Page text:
We first noted weak compression response of B. subtilis under the microscope. Unlike B. mycoides, B. subtilis colonies remain circular under compression under normal conditions. However, our microscopy assay (Fig. 1A) revealed that at small length scales (<100 µm), B. subtilis cells display short-range alignment perpendicular to the direction of compression (marked with black arrows in Figs. 1A–1C). Noting that the alignment is disrupted over longer length scales, we sought conditions under which B. subtilis cells might behave more similarly to B. mycoides. We noted that the chains of B. subtilis PY79 appeared shorter than those of B. mycoides, with the former reaching a maximum of approximately 300 µm (Fig. 1C), while the latter can extend for millimeters (Stratford, Woodley & Park, 2013).
To increase chain length, we used B. subtilis σD::tet, a mutant that does not switch from sessile to motile states, and thus grows in long chains of cells (Kearns & Losick, 2005). To further perturb cell separation, we added EDTA to the growth medium.
To study colony morphology of B. subtilis under compression at the macroscopic scale with reproducible compression conditions, we prepared microtiter plates with LB + 2% agar and wedged polystyrene spacers between the agar and an edge of the plates (Fig. 2A). We inoculated the agar with colonies of B. mycoides, B. subtilis PY79, and B. subtilis σD::tet. Under 4.8% compression, B. mycoides forms elongated colonies as reported, (Stratford, Woodley & Park, 2013) while, without EDTA, B. subtilis colonies are round (Fig. 2A). With the addition of EDTA to the media, both B. subtilis PY79 and σD::tet display a compression response (Fig. 2B). This is dependent on the degree of compression; at 2.4% compression, both B. subtilis strains formed round colonies (data not shown).
We next quantified this effect over several colonies under each EDTA condition at 4.8% compression. Bacillus mycoides forms colonies 4–4.5 × larger in the dimension perpendicular to the direction of compression than parallel to it regardless of EDTA concentration (Fig. 2C). In comparison, the effect in B. subtilis is relatively small, and this effect scaled with EDTA concentration (Fig. 2C). The EDTA effect was stronger for the σD::tet strain; at 125 µM EDTA, compressed σD::tet colonies were an average of 1.64 × larger in the direction of compression (n = 17, standard deviation 0.21), while PY79 colonies were an average of 1.23 × larger (n = 16, standard deviation 0.20). While the difference in colony size ratio between 0 and 125 µM EDTA for PY79 is significant by a two-tail t-test (p < 0.02), the difference between these concentrations for σD::tet is highly significant (p < 0.00001).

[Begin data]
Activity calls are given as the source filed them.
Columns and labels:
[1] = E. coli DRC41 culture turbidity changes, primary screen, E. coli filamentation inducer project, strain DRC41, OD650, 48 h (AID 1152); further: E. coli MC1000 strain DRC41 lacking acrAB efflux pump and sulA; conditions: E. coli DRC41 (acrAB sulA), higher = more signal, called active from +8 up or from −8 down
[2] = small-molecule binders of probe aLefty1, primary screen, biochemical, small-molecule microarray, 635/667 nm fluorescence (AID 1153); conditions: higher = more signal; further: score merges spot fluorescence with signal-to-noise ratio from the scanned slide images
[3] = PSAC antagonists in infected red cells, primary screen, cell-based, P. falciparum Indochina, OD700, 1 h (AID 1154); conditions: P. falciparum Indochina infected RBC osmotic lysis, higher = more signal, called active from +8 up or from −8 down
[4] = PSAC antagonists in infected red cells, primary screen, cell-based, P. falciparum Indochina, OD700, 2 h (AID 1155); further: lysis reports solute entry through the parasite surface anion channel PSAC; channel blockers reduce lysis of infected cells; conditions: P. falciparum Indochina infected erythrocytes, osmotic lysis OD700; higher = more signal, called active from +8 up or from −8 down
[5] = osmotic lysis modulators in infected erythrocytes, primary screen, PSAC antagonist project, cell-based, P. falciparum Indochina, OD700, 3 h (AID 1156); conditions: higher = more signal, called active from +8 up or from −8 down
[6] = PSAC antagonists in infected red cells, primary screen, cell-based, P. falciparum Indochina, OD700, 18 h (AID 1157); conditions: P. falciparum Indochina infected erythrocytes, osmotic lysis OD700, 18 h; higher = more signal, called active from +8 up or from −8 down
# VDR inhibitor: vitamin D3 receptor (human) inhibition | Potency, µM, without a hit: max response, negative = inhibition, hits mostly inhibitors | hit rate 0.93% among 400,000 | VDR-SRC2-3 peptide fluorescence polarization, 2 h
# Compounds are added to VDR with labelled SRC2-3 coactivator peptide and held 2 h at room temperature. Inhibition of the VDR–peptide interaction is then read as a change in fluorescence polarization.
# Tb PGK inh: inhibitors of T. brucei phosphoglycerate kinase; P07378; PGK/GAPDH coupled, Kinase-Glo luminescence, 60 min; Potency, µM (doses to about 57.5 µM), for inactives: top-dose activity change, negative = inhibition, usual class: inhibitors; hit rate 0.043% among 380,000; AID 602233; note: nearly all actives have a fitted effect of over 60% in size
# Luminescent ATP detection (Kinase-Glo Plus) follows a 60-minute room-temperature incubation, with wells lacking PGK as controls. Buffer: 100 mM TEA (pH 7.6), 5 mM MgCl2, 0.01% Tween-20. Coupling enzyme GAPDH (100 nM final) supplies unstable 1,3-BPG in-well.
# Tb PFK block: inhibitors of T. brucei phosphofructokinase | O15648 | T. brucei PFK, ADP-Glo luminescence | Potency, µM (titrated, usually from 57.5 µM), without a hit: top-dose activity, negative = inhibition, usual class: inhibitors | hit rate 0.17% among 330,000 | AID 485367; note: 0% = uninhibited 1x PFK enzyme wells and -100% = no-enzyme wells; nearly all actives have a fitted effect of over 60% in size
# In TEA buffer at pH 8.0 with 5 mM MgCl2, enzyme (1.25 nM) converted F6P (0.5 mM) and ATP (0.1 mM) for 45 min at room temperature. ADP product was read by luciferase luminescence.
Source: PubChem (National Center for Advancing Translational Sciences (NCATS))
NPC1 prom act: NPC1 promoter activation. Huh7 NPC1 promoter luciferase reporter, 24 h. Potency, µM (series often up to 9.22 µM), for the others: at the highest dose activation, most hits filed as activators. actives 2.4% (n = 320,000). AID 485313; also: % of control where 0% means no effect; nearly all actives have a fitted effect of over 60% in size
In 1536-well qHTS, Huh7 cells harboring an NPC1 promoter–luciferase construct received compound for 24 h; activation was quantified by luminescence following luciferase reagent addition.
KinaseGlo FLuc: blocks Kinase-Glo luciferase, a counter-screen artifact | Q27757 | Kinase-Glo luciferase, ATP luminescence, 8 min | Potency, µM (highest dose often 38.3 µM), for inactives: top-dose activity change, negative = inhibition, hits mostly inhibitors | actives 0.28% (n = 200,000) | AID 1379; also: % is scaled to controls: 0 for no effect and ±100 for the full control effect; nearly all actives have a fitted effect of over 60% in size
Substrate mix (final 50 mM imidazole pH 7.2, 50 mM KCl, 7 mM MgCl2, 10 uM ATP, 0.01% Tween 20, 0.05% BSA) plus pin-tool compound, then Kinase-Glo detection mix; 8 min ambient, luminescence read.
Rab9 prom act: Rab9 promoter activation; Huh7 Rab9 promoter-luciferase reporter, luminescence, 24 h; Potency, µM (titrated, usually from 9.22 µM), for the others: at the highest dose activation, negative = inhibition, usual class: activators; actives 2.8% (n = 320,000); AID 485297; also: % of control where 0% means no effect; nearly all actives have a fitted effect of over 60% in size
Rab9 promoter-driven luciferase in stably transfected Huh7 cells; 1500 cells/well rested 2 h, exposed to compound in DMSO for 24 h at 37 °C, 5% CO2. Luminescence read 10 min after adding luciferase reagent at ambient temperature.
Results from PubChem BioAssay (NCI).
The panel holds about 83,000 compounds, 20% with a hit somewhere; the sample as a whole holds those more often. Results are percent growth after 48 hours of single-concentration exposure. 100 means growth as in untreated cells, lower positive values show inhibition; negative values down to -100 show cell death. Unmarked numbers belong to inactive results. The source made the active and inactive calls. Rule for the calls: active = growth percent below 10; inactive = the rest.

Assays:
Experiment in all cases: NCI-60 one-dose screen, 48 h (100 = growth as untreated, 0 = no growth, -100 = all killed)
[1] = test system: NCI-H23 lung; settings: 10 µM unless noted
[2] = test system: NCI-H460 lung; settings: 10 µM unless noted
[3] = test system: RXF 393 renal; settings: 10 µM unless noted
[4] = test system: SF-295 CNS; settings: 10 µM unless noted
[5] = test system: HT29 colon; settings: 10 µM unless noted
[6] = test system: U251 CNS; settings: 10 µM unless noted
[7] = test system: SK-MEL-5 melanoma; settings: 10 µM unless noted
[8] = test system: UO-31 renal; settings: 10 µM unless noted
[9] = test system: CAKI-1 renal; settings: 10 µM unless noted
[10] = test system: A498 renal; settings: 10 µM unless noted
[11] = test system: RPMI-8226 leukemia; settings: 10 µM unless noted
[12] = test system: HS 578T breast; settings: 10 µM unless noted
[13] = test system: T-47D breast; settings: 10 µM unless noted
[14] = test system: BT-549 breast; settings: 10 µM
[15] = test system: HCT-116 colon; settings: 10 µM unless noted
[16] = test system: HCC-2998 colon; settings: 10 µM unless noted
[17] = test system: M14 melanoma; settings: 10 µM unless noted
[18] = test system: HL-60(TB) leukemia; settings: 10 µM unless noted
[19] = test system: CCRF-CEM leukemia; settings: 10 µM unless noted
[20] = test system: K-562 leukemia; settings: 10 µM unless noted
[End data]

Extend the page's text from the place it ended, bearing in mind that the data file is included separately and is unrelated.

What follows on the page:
Furthermore, colonies from all three strains, but especially B. subtilis PY79 and B. mycoides, grow at slower rates with increased EDTA concentration. The difference in growth rate on EDTA may be attributable either to species- and strain-specific sensitivity to EDTA, or (in the case of PY79 and σD::tet) to differences in sensitivity between swimming and swarming cells.
To understand how EDTA could affect compression response, we imaged cells taken directly from the edges of colonies on solid media containing either 0 µM (Figs. 3A–3C) or 125 µM EDTA (Figs. 3D–3F). The chains of B. subtilis cells, both PY79 and σD::tet, are longer on 125 µM EDTA, but cell lengths, as delineated by the membrane dye FM4-64, are only marginally different. Quantification of ∼300 chain and cell lengths for each strain under each condition (Fig. 4) reveals that B. subtilis chain lengths increase dramatically with the presence of EDTA, while B. mycoides chain lengths decrease slightly, suggesting that the EDTA effect on cell separation is specific to B. subtilis (Table 2).
|Cell length||Chain length|
|0 µM EDTA mean (µm)||125 µM EDTA mean (µm)||KS test maximum difference||0 µM EDTA mean (µm)||125 µM EDTA mean (µm)||KS test maximum difference|
|B. mycoides||4.01 (st dev 1.54)||4.33 (st dev 2.04)||D = 0.1044, P = 0.051||9.19 (st dev 4.81)||6.60 (st dev 3.09)||D = 0.2959, P < 0.001|
|B. subtilis PY79||3.18 (st dev 1.03)||4.18 (st dev 1.93)||D = 0.2866, P < 0.001||3.94 (st dev 1.38)||13.71 (st dev 7.23)||D = 0.8505, P < 0.001|
|B. subtilis σD::tet||4.23 (st dev 3.20)||4.12 (st dev 2.18)||D = 0.2413, P < 0.001||7.50 (st dev 3.36)||21.99 (st dev 18.1)||D = 0.5633, P < 0.001|
These results suggest that the phenomenon of colony orientation under compression can be induced in the model organism B. subtilis. In contrast to Bacillus mycoides (the transformation of which has been reported only anecdotally in the literature (Di Franco et al., 2002)), the genetic tractability of B. subtilis will facilitate engineering of compression sensitive bacteria for use as environmental sensors or guides for nanofabrication (Stratford, Woodley & Park, 2013).